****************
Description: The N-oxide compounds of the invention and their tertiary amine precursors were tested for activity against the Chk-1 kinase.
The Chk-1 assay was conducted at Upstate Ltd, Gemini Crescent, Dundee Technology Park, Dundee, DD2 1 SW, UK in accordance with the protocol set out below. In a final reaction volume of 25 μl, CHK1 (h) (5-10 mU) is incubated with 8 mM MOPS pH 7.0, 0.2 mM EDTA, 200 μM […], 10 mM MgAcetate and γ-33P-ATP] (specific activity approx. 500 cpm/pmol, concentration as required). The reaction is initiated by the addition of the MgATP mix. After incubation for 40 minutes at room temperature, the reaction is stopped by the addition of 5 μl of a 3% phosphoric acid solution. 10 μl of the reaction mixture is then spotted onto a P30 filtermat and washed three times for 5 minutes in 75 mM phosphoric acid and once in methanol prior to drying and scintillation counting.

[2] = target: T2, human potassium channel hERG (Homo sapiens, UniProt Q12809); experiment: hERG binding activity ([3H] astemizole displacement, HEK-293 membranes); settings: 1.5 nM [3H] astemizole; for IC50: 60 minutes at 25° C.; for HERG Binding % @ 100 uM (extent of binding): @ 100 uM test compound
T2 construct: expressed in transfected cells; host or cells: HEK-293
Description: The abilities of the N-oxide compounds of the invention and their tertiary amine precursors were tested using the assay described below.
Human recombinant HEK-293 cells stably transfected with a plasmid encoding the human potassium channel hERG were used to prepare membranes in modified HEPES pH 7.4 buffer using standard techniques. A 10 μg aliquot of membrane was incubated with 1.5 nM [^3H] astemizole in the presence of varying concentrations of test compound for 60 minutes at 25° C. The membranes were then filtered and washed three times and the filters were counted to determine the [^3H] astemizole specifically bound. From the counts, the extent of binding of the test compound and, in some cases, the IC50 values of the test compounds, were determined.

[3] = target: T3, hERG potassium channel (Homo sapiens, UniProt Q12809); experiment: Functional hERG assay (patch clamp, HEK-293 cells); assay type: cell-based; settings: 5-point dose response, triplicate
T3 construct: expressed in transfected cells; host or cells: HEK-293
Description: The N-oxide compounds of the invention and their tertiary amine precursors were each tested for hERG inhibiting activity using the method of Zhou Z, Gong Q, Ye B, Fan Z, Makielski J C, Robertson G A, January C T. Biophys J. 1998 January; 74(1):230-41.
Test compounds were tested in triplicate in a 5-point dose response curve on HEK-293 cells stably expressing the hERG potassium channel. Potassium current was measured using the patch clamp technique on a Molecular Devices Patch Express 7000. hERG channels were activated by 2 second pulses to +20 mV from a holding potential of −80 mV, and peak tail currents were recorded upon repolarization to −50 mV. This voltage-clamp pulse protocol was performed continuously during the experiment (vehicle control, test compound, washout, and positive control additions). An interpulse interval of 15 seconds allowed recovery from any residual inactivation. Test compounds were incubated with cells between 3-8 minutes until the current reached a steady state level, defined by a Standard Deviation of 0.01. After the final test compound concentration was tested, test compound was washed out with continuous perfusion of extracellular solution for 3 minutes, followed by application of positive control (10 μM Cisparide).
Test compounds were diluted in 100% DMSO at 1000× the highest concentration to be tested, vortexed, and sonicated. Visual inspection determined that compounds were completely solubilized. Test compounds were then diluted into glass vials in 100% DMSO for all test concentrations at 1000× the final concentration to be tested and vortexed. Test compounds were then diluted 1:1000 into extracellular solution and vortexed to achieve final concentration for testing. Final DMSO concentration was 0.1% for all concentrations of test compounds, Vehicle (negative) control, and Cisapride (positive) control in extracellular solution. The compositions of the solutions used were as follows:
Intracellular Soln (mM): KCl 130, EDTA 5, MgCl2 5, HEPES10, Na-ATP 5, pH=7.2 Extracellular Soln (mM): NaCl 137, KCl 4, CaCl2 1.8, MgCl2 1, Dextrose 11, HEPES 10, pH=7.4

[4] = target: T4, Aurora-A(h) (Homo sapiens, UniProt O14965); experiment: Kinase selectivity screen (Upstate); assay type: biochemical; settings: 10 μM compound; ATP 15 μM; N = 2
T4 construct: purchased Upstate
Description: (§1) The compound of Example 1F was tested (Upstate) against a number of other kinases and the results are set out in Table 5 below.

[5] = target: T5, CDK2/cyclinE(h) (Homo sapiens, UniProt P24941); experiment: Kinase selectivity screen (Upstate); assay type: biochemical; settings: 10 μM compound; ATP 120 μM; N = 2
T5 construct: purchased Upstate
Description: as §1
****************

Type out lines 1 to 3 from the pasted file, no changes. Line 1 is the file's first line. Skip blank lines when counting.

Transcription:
Description: The N-oxide compounds of the invention and their tertiary amine precursors were tested for activity against the Chk-1 kinase.
The Chk-1 assay was conducted at Upstate Ltd, Gemini Crescent, Dundee Technology Park, Dundee, DD2 1 SW, UK in accordance with the protocol set out below. In a final reaction volume of 25 μl, CHK1 (h) (5-10 mU) is incubated with 8 mM MOPS pH 7.0, 0.2 mM EDTA, 200 μM […], 10 mM MgAcetate and γ-33P-ATP] (specific activity approx. 500 cpm/pmol, concentration as required). The reaction is initiated by the addition of the MgATP mix. After incubation for 40 minutes at room temperature, the reaction is stopped by the addition of 5 μl of a 3% phosphoric acid solution. 10 μl of the reaction mixture is then spotted onto a P30 filtermat and washed three times for 5 minutes in 75 mM phosphoric acid and once in methanol prior to drying and scintillation counting.

[2] = target: T2, human potassium channel hERG (Homo sapiens, UniProt Q12809); experiment: hERG binding activity ([3H] astemizole displacement, HEK-293 membranes); settings: 1.5 nM [3H] astemizole; for IC50: 60 minutes at 25° C.; for HERG Binding % @ 100 uM (extent of binding): @ 100 uM test compound